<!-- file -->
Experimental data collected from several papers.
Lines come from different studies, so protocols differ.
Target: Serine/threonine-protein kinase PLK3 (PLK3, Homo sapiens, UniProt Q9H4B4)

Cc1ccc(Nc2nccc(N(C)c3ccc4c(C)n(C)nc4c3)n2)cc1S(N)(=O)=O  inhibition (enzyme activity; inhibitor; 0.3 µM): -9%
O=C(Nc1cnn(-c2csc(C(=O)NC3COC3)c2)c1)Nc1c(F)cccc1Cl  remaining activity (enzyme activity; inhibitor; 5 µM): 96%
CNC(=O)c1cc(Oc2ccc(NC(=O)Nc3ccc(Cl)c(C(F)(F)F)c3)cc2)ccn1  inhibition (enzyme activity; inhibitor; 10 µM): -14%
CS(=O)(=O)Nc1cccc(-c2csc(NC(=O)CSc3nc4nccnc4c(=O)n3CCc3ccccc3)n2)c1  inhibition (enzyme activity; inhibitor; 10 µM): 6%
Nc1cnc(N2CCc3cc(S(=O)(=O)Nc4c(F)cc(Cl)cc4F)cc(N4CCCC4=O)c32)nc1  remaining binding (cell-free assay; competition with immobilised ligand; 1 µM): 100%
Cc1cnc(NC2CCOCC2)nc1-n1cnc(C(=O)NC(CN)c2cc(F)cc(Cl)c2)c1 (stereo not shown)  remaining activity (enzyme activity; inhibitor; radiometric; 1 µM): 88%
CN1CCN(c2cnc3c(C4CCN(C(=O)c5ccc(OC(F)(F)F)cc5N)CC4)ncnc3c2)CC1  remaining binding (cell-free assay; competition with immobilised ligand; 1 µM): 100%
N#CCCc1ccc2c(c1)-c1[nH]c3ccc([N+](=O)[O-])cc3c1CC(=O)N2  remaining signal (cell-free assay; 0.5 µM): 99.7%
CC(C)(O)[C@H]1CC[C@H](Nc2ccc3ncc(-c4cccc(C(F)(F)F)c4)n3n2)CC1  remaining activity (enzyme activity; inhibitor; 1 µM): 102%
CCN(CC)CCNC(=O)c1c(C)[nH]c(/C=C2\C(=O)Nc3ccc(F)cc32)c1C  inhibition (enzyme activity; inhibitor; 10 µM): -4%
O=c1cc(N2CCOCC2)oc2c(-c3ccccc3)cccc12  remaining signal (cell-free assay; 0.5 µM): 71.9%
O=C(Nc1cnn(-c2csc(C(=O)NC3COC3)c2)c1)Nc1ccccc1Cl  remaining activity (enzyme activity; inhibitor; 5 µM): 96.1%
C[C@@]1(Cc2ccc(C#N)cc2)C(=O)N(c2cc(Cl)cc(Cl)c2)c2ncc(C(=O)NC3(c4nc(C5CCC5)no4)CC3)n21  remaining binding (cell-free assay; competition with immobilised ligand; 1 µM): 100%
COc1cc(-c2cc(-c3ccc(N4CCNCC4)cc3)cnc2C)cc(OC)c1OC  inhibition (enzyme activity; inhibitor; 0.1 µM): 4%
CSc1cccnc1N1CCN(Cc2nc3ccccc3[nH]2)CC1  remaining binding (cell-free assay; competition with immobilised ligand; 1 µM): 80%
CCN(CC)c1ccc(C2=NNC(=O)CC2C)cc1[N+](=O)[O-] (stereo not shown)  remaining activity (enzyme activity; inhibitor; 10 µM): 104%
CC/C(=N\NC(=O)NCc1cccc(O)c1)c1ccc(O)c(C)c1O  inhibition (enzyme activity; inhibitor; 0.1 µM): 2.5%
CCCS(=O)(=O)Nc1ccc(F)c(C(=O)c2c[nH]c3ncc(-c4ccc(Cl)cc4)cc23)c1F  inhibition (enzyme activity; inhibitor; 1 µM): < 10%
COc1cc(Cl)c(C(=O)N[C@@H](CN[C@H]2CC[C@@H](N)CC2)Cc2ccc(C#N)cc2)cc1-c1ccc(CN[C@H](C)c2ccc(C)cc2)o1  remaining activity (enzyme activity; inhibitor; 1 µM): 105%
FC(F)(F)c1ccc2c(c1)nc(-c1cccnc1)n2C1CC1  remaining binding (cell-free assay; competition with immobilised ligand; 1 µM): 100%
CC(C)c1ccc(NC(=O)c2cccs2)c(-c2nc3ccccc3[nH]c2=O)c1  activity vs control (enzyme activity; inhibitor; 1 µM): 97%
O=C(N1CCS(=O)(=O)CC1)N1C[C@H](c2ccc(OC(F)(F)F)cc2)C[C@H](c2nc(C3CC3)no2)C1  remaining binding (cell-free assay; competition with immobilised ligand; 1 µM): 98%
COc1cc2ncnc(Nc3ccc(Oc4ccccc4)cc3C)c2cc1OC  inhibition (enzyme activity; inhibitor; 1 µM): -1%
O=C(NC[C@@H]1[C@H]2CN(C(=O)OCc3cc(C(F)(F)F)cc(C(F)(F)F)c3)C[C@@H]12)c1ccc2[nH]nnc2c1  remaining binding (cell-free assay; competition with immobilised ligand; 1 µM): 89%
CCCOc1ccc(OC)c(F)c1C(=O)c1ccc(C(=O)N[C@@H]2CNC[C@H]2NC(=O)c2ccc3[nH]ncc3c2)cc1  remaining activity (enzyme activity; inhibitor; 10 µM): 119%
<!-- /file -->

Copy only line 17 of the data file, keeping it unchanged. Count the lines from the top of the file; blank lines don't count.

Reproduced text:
COc1cc(-c2cc(-c3ccc(N4CCNCC4)cc3)cnc2C)cc(OC)c1OC  inhibition (enzyme activity; inhibitor; 0.1 µM): 4%